The Veldt

Front Cover
Dramatic Publishing, 1972 - 56 pages
107 Reviews
The advanced technology of a house first pleases then increasingly terrifies its occupants.

What people are saying - Write a review

User ratings

5 stars
4 stars
3 stars
2 stars
1 star

Review: The Veldt

User Review  - Jessica Calvin - Goodreads

When I was assigned by my language arts teacher to read the short story The Veldt, I was expecting a story that was going to be dull, lifeless, and uninteresting. However I got something totally ... Read full review

Review: The Veldt

User Review  - Christina - Goodreads

Christina White said- I don't really know what it would be like if technology did everything for me. But author Ray Bradbury made me feel like I was living it. The story was in the Hadley house, where ... Read full review

All 34 reviews »

Selected pages


Section 1
Section 2
Section 3

Common terms and phrases

References to this book

About the author (1972)

Ray Bradbury was born in Waukegan, Illinois on August 22, 1920. At the age of fifteen, he started submitting short stories to national magazines. During his lifetime, he wrote more than 600 stories, poems, essays, plays, films, television plays, radio, music, and comic books. His books include The Martian Chronicles, Fahrenheit 451, The Illustrated Man, Dandelion Wine, Something Wicked This Way Comes, and Bradbury Speaks. He won numerous awards for his works including a World Fantasy Award for Life Achievement in 1977, the 2000 National Book Foundation Medal for Distinguished Contribution to American Letters, the 2004 National Medal of Arts, and the 2007 Pulitzer Prize Special Citation. He wrote the screen play for John Huston's classic film adaptation of Moby Dick, and was nominated for an Academy Award. He adapted 65 of his stories for television's The Ray Bradbury Theater, and won an Emmy for his teleplay of The Halloween Tree. The film The Wonderful Ice Cream Suit was written by Ray Bradbury and was based on his story The Magic White Suit. He was the idea consultant and wrote the basic scenario for the United States pavilion at the 1964 World's Fair, as well as being an imagineer for Walt Disney Enterprises, where he designed the Spaceship Earth exhibition at Walt Disney World's Epcot Center. He died after a long illness on June 5, 2012 at the age of 91.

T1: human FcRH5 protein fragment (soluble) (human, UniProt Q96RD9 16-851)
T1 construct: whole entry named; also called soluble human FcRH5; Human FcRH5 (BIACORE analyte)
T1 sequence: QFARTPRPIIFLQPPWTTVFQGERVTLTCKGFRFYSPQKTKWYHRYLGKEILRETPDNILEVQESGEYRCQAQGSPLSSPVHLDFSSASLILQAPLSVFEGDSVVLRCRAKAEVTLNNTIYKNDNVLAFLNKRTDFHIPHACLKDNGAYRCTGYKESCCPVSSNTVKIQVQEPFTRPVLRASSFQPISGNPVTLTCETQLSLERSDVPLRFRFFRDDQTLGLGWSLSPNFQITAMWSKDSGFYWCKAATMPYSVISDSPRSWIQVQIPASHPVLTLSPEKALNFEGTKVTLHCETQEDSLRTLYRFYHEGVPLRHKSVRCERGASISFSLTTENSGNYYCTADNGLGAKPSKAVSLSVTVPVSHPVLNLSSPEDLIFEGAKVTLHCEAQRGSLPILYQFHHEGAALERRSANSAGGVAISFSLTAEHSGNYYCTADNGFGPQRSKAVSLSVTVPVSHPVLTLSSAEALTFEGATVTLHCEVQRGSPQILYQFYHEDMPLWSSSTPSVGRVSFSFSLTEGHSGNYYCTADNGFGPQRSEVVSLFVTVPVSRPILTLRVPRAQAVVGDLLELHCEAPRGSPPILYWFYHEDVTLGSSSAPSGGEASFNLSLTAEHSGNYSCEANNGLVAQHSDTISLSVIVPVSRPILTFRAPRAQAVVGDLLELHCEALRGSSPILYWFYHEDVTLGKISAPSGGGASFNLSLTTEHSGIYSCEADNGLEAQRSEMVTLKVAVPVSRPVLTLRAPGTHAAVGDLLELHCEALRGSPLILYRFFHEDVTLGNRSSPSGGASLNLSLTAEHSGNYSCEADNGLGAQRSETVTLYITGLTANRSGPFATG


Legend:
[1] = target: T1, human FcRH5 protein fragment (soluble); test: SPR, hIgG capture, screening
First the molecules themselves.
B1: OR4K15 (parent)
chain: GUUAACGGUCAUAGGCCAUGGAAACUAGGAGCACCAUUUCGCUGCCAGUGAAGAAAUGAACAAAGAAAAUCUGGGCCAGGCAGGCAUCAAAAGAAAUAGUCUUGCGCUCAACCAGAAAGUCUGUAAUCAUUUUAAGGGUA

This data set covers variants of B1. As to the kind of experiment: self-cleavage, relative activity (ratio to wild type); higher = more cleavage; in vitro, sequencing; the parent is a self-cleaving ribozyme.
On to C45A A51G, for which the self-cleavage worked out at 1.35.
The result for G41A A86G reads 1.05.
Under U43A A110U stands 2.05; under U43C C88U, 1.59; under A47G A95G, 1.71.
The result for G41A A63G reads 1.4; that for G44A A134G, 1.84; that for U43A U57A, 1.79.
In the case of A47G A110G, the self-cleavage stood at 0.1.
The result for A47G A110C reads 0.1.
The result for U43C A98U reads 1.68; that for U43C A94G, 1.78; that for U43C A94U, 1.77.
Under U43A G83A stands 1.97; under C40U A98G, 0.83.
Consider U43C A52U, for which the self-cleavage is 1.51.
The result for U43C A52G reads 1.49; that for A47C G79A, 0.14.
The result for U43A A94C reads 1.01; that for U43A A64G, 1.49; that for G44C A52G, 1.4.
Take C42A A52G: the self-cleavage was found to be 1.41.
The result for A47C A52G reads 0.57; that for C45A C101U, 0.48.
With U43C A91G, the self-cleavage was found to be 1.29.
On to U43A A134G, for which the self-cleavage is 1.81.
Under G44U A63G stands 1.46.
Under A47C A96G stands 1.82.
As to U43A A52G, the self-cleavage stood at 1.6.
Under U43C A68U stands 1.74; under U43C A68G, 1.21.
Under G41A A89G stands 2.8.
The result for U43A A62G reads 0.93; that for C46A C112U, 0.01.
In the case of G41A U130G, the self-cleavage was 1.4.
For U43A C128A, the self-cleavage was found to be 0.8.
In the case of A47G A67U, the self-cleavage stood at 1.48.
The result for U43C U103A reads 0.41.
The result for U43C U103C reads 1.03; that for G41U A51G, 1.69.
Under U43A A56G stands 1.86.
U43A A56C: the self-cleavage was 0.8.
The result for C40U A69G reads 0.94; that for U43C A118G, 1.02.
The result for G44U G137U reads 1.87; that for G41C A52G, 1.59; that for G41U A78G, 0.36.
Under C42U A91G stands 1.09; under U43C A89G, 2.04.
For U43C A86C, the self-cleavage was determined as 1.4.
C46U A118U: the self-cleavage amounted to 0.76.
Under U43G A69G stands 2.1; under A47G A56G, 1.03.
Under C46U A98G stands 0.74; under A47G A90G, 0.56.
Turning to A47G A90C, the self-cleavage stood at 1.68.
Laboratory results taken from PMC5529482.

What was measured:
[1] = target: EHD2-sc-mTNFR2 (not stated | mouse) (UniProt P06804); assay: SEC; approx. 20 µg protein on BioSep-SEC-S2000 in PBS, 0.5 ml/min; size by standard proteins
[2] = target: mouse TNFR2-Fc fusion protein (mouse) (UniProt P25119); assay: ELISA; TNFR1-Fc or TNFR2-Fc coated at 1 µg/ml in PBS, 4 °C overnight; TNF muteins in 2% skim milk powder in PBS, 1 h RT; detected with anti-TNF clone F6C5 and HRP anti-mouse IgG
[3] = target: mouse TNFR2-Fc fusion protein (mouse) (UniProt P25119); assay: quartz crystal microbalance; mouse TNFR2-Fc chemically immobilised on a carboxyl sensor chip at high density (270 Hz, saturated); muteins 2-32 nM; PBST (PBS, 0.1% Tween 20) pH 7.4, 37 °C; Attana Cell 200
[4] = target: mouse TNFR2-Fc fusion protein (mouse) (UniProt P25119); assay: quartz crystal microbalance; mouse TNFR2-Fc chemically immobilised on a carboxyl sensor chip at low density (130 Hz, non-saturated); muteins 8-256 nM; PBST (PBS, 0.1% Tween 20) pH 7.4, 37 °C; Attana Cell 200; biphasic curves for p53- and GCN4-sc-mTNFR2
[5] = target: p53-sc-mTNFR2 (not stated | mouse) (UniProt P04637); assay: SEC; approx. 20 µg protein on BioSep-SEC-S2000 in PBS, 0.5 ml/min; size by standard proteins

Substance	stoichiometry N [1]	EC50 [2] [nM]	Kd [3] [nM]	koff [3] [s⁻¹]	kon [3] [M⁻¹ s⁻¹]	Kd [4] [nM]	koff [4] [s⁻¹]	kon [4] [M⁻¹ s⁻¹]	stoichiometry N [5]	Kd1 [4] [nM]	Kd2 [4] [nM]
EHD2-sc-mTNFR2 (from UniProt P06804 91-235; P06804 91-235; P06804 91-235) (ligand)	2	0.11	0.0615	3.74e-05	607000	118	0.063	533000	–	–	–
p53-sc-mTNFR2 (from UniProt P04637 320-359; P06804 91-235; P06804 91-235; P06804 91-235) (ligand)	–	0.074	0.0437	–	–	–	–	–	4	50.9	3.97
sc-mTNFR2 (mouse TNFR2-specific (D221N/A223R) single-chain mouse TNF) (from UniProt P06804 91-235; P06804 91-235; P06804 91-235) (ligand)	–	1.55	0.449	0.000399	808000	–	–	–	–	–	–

Bibliographic information